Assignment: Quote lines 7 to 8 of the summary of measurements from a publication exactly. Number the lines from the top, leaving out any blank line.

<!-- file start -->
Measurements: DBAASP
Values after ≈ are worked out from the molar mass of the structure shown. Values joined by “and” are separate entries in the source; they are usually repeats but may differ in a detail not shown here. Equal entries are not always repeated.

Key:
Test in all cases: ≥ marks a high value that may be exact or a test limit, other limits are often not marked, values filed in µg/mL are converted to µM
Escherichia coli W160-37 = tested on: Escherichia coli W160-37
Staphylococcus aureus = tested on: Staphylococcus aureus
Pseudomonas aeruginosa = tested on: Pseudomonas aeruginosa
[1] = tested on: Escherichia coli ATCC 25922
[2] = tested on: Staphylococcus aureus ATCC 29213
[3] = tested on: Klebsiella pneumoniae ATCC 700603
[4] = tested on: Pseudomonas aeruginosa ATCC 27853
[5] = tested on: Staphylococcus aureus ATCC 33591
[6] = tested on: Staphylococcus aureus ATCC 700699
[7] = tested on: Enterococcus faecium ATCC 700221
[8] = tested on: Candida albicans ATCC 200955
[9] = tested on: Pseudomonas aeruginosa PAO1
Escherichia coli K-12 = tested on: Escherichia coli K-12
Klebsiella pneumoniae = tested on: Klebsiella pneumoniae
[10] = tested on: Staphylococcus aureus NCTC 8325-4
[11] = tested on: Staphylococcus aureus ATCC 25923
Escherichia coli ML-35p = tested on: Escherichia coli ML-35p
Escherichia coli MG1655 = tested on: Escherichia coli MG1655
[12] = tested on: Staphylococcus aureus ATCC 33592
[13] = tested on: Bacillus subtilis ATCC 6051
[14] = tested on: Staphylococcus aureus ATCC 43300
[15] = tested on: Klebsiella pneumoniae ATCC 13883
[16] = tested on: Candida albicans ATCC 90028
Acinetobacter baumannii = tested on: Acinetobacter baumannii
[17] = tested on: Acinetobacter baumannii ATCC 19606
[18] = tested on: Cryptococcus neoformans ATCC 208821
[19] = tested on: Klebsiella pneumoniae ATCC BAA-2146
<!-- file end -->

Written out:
Pseudomonas aeruginosa = tested on: Pseudomonas aeruginosa
[1] = tested on: Escherichia coli ATCC 25922